The symposium ended with a talk by Lee Tae-ho, secretary-general of the People’s Solidarity for Participatory Democracy. Lee spoke of recent measures taken by the U.S. and South Korea. “The U.S. and South Korea are strengthening the nuclear umbrella with their absolute superiority in conventional arms and strategies. In this context, insisting on the abolition of the North Korean nuclear program is unlikely to resolve the situation. South Korea, the U.S., Japan and other neighboring countries as well as North Korea are not ready to abandon their nuclear deterrence policy. A nuclear deterrence policy results in another nuclear threat. The ineffectiveness of such unilateral measurement has been revealed in many cases such as the nuclear tests conducted by North Korea and deadlock situations in the Six Party Talks. It is time to take another stance unless South Korea wants to provoke North Korea’s militarization.”

To mark the anniversary of the armistice on July 27, South Korean, Chinese, Japanese, U.S. and Canadian activists travelled to the Demilitarized Zone. We held a rally at the site of the Bridge of No Return, where prisoners of war were exchanged after the Korean War. Among those who spoke at the rally was Andy Hu, who said, “We all know that the Korean War not just divided North and South Korea, but also contributed to postponing the reunification of China. And there are also those who suspect that the Chinese position to combat imperialism has shifted. And some say that China itself has become the aggressor in many aspects. And we’re here to tell you that spirit has not been lost and that the Chinese people do still firmly oppose all acts of aggression here or in any part of the world.”

We also stopped at the Dorasan Train Station, just meters from the Demilitarized Zone. The rail connection between North and South Korea was restored during the administration of Roh Myun-hun. It was ironic to see a photograph of President George W. Bush signing a railroad tie during his visit on February 20, 2002, given that the U.S. subsequently attempted to delay or block the reconnection of rail service. Yet South Korea persisted, and the first train since the Korean War travelled between the two Koreas in 2007. In recent years, trains ferried supplies along this line to the Kaesong Industrial Complex until it closed earlier this year.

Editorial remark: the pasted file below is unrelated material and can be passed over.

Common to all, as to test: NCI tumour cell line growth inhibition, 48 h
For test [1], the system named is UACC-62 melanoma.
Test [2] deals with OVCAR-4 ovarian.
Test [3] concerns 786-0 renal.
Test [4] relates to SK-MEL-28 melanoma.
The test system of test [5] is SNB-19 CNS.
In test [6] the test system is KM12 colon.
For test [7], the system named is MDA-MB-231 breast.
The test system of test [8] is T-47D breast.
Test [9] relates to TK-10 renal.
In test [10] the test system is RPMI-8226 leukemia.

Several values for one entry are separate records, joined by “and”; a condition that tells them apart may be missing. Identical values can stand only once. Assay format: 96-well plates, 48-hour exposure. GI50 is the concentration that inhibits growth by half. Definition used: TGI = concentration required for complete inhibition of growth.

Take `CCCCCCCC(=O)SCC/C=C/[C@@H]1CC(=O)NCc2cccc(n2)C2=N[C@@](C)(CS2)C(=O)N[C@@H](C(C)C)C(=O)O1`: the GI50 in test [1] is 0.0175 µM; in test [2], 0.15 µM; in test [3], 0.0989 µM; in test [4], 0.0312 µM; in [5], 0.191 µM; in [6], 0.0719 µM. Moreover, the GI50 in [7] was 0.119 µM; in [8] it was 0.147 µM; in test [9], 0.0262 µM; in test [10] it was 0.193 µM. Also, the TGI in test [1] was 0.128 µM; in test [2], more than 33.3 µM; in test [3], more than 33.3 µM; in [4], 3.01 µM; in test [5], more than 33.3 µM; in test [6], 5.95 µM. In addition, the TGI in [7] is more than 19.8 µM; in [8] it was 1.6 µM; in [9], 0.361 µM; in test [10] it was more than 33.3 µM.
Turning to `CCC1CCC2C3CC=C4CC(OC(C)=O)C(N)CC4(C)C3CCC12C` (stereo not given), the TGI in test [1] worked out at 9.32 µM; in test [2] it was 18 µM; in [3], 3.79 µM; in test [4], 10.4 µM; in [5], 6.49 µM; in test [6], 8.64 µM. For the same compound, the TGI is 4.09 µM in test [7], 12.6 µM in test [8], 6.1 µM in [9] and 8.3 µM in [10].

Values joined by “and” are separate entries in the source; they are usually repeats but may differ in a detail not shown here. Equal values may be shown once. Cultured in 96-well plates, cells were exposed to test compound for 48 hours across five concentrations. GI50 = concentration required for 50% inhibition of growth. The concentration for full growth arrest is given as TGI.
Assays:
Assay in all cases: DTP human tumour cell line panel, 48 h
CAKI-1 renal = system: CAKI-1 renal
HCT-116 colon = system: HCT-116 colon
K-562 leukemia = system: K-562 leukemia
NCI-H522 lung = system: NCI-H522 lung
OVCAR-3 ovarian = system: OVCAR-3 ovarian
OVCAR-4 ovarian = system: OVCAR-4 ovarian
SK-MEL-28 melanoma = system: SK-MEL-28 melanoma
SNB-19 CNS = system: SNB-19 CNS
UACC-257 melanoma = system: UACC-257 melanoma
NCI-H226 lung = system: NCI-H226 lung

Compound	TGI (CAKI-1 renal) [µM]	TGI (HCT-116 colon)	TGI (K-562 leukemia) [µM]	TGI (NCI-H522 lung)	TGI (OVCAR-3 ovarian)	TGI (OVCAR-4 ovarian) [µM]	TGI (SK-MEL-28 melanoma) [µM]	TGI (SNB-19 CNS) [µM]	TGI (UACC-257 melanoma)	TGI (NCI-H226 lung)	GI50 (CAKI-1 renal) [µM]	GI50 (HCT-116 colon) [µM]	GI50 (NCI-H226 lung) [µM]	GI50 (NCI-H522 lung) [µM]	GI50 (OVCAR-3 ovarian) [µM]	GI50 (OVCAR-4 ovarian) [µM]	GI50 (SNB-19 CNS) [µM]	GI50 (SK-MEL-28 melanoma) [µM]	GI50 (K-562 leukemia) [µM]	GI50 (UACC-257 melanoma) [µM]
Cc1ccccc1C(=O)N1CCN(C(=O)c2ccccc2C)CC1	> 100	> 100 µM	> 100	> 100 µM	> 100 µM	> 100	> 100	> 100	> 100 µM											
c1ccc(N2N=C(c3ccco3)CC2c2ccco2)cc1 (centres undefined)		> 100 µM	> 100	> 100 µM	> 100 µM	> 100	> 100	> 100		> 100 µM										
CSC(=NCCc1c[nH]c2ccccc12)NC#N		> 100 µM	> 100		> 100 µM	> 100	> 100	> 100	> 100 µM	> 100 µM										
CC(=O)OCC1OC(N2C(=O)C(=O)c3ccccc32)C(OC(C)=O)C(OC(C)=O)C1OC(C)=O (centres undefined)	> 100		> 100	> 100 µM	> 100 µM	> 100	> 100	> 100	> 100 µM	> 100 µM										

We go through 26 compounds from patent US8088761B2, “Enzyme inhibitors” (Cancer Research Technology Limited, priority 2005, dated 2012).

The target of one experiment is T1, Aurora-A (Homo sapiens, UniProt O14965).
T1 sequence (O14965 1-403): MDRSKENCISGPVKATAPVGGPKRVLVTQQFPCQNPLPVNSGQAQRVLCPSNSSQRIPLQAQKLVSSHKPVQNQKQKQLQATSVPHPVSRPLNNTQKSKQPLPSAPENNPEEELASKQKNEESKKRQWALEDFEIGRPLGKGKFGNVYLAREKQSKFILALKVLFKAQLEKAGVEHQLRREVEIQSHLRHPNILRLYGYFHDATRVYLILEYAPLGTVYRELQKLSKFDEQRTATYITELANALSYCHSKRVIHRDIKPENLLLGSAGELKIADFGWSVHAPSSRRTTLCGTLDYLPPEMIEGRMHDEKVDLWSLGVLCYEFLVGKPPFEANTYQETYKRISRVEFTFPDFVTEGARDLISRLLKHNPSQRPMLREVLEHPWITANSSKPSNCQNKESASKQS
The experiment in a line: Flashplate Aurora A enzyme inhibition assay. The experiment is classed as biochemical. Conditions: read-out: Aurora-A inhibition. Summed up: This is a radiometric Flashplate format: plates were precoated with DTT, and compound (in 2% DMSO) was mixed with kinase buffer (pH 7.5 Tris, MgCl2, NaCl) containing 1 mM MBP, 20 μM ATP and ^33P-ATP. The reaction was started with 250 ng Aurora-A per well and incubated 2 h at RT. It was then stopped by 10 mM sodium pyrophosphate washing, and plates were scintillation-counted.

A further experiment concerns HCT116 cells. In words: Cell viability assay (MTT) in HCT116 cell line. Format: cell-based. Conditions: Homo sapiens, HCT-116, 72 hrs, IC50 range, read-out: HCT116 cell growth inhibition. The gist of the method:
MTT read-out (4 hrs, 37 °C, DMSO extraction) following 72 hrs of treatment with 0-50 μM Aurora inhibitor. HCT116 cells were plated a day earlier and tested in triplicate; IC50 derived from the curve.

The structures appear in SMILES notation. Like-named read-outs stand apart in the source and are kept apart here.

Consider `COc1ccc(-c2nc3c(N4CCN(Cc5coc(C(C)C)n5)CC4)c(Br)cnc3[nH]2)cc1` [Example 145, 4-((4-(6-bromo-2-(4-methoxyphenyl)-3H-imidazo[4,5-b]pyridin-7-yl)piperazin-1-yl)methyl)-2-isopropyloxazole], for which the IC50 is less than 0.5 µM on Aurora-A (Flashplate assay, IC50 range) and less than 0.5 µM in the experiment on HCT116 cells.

We next went to the Yongsan military base in Seoul, which houses the headquarters of the United States Forces Korea. There we joined a demonstration to demand the signing of a peace treaty. Also joining the demonstration were our colleagues from the symposium and members of the Great International Peace March. The police were out in full force, and when marchers attempted to post signs on the wall of the base, the police swarmed in, snatched down the signs and formed a line with their shields up, to protect the wall from further “desecration.” Undeterred, the demonstration proceeded with great enthusiasm. Tim Shorrock was one of the speakers, and he told the crowd: “As an American, I say for South Korea to be a sovereign country this joint command has to end. And as an American, I must support Korea’s right to determine its own future free from foreign influence. The first step is an end to this joint command.”

When the demonstration was coming to a close, we went to Seoul Plaza to join a 25,000-strong protest against the intervention by South Korea’s National Intelligence Service (NIS) in the presidential election last December. Weeks beforehand, it had been revealed that the spy agency had used hundreds of internet IDs to upload comments and articles to smear labor activists and liberal and left political candidates as followers of North Korea. He chief of the NIS ordered agents to write articles and posts, and out over 5,000 posts that have been identified so far, more than 1,700 were direct attempts to sway the election in favor of the conservative New Frontier Party.